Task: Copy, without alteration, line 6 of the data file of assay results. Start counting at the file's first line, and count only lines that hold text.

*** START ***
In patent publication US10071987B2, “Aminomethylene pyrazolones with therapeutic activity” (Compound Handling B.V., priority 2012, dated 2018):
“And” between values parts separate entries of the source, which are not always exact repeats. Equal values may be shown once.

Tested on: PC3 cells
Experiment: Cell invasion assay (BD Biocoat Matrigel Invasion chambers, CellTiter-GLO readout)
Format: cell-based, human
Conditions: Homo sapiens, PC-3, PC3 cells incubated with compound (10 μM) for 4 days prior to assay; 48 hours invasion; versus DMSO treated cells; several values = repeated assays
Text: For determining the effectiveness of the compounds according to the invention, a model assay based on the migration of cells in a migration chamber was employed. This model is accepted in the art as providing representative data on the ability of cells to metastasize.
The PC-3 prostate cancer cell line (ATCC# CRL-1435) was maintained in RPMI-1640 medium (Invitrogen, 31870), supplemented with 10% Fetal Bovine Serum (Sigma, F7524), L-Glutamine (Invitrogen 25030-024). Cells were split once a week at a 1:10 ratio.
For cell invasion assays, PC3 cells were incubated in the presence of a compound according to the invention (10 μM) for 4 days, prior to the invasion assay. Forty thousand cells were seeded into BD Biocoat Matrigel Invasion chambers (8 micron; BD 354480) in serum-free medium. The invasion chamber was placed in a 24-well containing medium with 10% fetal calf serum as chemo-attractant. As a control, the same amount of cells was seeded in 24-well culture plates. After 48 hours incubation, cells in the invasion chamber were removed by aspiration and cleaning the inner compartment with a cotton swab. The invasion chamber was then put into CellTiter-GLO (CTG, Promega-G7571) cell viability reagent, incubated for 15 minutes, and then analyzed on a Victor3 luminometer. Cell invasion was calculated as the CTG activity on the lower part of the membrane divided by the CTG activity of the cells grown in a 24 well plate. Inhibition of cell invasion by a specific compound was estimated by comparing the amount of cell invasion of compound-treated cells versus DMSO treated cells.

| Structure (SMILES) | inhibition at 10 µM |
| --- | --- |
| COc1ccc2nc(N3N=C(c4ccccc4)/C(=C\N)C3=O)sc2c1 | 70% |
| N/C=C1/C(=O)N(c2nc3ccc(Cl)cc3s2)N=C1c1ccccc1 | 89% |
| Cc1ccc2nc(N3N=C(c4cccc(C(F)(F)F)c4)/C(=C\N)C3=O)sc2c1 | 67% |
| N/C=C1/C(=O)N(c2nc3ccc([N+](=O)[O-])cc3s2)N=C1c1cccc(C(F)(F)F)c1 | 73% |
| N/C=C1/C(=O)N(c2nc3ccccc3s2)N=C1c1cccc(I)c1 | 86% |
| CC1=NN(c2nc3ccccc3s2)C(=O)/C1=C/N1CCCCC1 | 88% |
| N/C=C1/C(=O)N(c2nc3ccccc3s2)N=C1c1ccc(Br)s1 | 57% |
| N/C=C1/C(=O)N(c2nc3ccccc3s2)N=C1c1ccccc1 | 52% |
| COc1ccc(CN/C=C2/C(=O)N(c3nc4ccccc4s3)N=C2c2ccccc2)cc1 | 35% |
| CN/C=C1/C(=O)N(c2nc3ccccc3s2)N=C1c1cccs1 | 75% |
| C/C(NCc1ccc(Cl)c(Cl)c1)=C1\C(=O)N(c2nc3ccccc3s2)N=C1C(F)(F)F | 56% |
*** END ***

Conditions: Homo sapiens, PC-3, PC3 cells incubated with compound (10 μM) for 4 days prior to assay; 48 hours invasion; versus DMSO treated cells; several values = repeated assays